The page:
For the most part, though, the film revolves around the various progressions from Stalin’s death to his funeral and the four people angling for power and mining the circumstances for absurdity and satire. This involves meetings where they discuss who gets stuck planning the funeral (a job nobody wants to be stuck with); managing Stalin’s two adult children, Svetlana (Andrea Riseborough) and Vasily (Rupert Friend); and countless private conversations that Khrushchev and Beria have trying to win Molotov’s support and convince Malenkov that the other is not to be trusted. Some of it is truly inspired farcical stuff, such as when Buscemi attempts to switch standing positions with Tambor without creating a scene as the four of them stand around Stalin’s body as he lays in state and citizens pass through.
One of Iannucci’s strongest talents for political satire is the sharp, scathing dialogue that comes out of his characters mouths, perhaps most famously from Malcolm Tucker from The Thick of It and In the Loop. That biting dialogue is pervasive and more diffuse in Veep, but Tucker is his greatest foul-mouthed creation. The closest Iannucci comes to having a Malcolm Tucker type here is the most bombastic Field Marshal Georgy Zhukov, commander of the Soviet army and decorated war hero who gets some of the best lines in his limited screen time and is eager to drink and all too willing to participate in a power struggle.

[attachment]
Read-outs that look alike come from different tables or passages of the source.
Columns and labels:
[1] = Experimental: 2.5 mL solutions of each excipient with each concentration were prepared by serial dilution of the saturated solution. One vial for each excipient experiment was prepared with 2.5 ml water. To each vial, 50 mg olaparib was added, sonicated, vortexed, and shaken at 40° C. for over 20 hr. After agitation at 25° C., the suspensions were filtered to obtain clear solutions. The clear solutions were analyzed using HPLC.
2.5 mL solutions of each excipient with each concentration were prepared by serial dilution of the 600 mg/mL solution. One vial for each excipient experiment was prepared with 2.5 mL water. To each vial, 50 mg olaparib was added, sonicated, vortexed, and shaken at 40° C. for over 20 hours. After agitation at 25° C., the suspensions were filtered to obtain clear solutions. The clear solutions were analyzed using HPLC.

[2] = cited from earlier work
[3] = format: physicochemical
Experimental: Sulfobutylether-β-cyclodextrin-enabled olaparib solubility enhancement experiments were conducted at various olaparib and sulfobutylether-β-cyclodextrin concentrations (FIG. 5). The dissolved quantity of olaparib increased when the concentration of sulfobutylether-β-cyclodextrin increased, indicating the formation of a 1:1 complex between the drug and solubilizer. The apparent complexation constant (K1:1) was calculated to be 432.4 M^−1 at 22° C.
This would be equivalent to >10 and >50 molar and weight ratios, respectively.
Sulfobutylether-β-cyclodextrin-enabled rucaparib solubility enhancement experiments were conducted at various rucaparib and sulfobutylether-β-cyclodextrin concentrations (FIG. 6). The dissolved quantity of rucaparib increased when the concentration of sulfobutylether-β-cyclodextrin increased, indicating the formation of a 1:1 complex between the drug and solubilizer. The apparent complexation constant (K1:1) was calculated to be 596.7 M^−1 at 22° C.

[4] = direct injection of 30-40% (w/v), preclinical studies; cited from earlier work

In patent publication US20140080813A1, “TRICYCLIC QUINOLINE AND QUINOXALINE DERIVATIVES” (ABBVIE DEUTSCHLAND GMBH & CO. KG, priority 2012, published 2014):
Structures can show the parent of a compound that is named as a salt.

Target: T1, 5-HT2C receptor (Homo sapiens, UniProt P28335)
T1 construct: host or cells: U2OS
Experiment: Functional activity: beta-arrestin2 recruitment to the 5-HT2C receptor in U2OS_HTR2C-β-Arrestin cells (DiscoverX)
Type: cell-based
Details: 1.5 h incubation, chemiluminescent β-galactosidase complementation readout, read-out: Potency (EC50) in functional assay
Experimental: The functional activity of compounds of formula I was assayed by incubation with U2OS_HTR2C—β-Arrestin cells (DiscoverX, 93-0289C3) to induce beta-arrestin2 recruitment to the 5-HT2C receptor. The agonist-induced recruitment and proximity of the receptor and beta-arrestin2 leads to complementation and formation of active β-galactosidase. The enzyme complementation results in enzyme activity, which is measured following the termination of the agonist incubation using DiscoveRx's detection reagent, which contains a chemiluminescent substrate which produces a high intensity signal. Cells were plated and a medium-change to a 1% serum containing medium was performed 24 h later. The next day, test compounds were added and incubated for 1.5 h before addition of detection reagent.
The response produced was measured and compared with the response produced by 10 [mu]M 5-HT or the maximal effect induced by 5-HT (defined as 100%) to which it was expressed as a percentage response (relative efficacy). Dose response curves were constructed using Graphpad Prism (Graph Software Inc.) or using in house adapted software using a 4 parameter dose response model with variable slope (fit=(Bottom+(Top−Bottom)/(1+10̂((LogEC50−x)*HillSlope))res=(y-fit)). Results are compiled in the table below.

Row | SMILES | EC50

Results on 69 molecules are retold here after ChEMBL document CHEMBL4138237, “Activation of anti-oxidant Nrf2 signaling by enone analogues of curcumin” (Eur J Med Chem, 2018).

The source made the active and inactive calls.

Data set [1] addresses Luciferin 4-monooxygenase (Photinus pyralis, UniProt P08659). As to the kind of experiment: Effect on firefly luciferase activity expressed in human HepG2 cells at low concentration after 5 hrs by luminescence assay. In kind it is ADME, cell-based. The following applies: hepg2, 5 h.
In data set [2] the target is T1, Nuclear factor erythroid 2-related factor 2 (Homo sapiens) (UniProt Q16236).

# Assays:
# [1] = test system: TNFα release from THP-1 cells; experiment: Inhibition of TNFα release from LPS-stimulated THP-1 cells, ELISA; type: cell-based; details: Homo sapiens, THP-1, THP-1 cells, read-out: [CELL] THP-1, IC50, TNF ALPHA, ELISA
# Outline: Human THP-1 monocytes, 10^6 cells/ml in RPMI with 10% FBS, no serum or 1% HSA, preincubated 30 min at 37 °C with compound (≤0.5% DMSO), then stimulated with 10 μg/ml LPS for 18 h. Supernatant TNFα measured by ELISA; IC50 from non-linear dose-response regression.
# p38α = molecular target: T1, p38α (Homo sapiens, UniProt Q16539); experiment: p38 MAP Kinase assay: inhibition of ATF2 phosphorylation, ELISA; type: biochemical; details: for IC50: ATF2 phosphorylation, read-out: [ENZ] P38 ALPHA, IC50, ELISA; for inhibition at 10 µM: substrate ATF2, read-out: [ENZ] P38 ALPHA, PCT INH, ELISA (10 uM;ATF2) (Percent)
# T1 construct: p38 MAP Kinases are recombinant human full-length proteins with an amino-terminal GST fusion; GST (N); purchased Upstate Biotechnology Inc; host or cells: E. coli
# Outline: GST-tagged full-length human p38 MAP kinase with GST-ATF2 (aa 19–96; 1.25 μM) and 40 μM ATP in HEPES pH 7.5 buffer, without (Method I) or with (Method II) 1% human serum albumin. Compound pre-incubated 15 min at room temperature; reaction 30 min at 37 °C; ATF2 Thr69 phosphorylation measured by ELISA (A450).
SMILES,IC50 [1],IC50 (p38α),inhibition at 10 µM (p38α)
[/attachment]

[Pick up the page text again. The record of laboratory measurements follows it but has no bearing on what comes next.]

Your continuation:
Still, despite a strong cast and a story that is perfectly primed for satire, I found myself more amused than outright laughing at what was transpiring on screen. I could appreciate and recognize the satire and always understood what was happening and why it was satirical. The technical execution of the satire was perfect, but the substance of the satire was lacking. In the Loop and Veep have left me in stitches whereas The Death of Stalin only elicited a few outright chuckles from me and mostly left me with a small grin on my face and not much more. It doesn’t help that the delicate balance of the subject matter is incredibly difficult to pull off. I am someone who loves dark comedies, but the tone in this film just did not sit right with me. There is comedy to be mined in the succession of a murderous political leader like Stalin and the bumbling in trying to fill that power vacuum, but there is a lot of sobering subject matter here as well, including disturbing sexual abuse by Beria.
The Death of Stalin has received nearly universal acclaim, and Iannucci is a director whose previous work I greatly admire. It’s rare that my experience with a highly reviewed film, especially a comedy, is so out of step with what others apparently experienced, but it seems to be the case here. I found the laughs too few and far between and the satire, while expertly executed in form, lacking overall. It’s possible that a second or third viewing will change my opinion; I remember thinking Anchorman wasn’t all that funny the first time I saw it, and then found it increasingly hilarious with each subsequent viewing. I thought it had the potential to be the funniest film of the year, but for now it stands as my biggest disappointment of the year.
Rating: 2.5 out of 5 stars